Link: https://en.wikipedia.org/wiki/Giovanni_Battista_Piranesi

Fortune was founded by The Atlantic Monthly Company co-founder Henry Luce in 1929 as “the Ideal Super-Class Magazine”, a “distinguished and de luxe” publication “vividly portraying, interpreting and recording the Industrial Civilization”.[4] Briton Hadden, Luce’s business partner, was not enthusiastic about the idea – which Luce originally thought to title Power – but Luce went forward with it after Hadden’s sudden death on February 27, 1929.[5]

In late October 1929, the Wall Street Crash of 1929 occurred, marking the onset of the Great Depression. In a memo to the Time Inc. board in November 1929, Luce wrote: “We will not be over-optimistic. We will recognize that this business slump may last as long as an entire year.”[6] The publication made its official debut in February 1930. Its editor was Luce, managing editor Parker Lloyd-Smith, and art director Thomas Maitland Cleland.[7] Single copies of the first issue cost US$1 ($15.3 in 2019).[6] An urban legend says that Cleland mocked up the cover of the first issue with the $1 price because no one had yet decided how much to charge; the magazine was printed before anyone realized it, and when people saw it for sale, they thought that the magazine must really have worthwhile content. In fact, there were 30,000 subscribers who had already signed up to receive that initial 184-page issue. By 1937, the number of subscribers had grown to 460,000, and the magazine had turned half million dollars in annual profit.[8]

At a time when business publications were little more than numbers and statistics printed in black and white, Fortune was an oversized 11″×14″, using creamy heavy paper, and art on a cover printed by a special process.[9] Fortune was also noted for its photography, featuring the work of Margaret Bourke-WhiteAnsel Adams, and others. Walker Evans served as its photography editor from 1945 to 1965.

During the Great Depression, the magazine developed a reputation for its social conscience, for Walker Evans and Margaret Bourke-White‘s color photographs, and for a team of writers including James AgeeArchibald MacLeishJohn Kenneth Galbraith, and Alfred Kazin, hired specifically for their writing abilities. The magazine became an important leg of Luce’s media empire;[citation needed] after the successful launch of Time in 1923 and Fortune in 1930, Luce went on to launch Life in 1936 and Sports Illustrated in 1954.

From its launch in 1930 to 1978, Fortune was published monthly. In January 1978, it began publishing biweekly. In October 2009, citing declining advertising revenue and circulationFortune began publishing every three weeks.[10][11] As of 2018, Fortune is published 14 times a year.

Link: https://en.wikipedia.org/wiki/Fortune_(magazine)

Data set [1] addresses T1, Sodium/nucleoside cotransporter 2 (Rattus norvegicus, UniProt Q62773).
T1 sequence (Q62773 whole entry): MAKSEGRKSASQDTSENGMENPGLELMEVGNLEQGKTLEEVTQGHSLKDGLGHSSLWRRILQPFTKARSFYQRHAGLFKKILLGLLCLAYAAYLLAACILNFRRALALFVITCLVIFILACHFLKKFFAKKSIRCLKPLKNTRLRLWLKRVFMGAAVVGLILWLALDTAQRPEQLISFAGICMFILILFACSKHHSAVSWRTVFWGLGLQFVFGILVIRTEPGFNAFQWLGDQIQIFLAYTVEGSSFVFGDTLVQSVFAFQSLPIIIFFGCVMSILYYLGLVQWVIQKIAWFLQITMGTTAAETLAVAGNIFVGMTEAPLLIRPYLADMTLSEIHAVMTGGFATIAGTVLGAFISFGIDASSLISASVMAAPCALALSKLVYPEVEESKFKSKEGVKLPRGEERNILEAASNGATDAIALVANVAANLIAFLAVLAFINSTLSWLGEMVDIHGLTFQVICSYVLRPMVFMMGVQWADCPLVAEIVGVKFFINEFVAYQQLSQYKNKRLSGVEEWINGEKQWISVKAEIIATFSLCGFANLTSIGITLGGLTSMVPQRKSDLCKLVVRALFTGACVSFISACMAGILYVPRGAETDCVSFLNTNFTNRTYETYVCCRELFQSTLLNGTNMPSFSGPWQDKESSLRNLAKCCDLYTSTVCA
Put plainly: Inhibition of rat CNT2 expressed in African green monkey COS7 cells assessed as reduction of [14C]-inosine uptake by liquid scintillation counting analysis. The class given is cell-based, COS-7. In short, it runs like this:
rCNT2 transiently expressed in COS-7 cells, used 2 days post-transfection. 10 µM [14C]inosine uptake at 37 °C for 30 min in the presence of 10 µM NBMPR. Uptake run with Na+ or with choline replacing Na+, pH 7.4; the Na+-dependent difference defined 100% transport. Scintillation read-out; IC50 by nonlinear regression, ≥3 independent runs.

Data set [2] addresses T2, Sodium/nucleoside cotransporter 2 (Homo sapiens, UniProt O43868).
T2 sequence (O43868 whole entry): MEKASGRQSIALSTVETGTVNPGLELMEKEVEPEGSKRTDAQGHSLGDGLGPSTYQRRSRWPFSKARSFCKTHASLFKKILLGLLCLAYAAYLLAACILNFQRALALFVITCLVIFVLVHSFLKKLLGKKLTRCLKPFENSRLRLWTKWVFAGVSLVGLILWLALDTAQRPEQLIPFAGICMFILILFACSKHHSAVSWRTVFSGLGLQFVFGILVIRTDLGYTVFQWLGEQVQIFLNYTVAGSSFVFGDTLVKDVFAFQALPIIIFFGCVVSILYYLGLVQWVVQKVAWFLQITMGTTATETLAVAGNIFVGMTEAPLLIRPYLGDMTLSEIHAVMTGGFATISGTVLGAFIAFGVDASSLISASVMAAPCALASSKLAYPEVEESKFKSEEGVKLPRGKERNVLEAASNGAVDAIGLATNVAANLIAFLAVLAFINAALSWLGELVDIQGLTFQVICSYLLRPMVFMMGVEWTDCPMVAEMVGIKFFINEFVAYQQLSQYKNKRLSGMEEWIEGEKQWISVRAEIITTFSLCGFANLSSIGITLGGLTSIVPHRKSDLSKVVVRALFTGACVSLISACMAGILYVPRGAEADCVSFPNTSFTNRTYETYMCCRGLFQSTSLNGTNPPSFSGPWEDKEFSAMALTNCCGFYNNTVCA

Art Deco, sometimes referred to as Deco, is a style of visual arts, architecture and design that first appeared in France just before World War I.[1] Art Deco influenced the design of buildings, furniture, jewelry, fashion, cars, movie theatres, trains, ocean liners, and everyday objects such as radios and vacuum cleaners.[2] It took its name, short for Arts Décoratifs, from the Exposition internationale des arts décoratifs et industriels modernes (International Exhibition of Modern Decorative and Industrial Arts) held in Paris in 1925.[3] It combined modern styles with fine craftsmanship and rich materials. During its heyday, Art Deco represented luxury, glamour, exuberance, and faith in social and technological progress.

Art Deco was a pastiche of many different styles, sometimes contradictory, united by a desire to be modern. From its outset, Art Deco was influenced by the bold geometric forms of Cubism and the Vienna Secession; the bright colors of Fauvism and of the Ballets Russes; the updated craftsmanship of the furniture of the eras of Louis Philippe I and Louis XVI; and the exotic styles of China and JapanIndiaPersiaancient Egypt and Maya art. It featured rare and expensive materials, such as ebony and ivory, and exquisite craftsmanship. The Chrysler Building and other skyscrapers of New York built during the 1920s and 1930s are monuments of the Art Deco style.

In the 1930s, during the Great Depression, Art Deco became more subdued. New materials arrived, including chrome platingstainless steel, and plastic. A sleeker form of the style, called Streamline Moderne, appeared in the 1930s; it featured curving forms and smooth, polished surfaces.[4] Art Deco is one of the first truly international styles, but its dominance ended with the beginning of World War II and the rise of the strictly functional and unadorned styles of modern architecture and the International Style of architecture that followed.

Link: https://en.wikipedia.org/wiki/Art_Deco


Art Deco Fortune Magazine Cover March 1940.

Provenance: From a Wealthy Dallas Estate.

Condition: Near Mint.

Dimensions: In Frame: 23.75″ Tall, 19.75″ Wide and 0.75″ Deep

PRICE Now: $385

Fortune Cover March 1940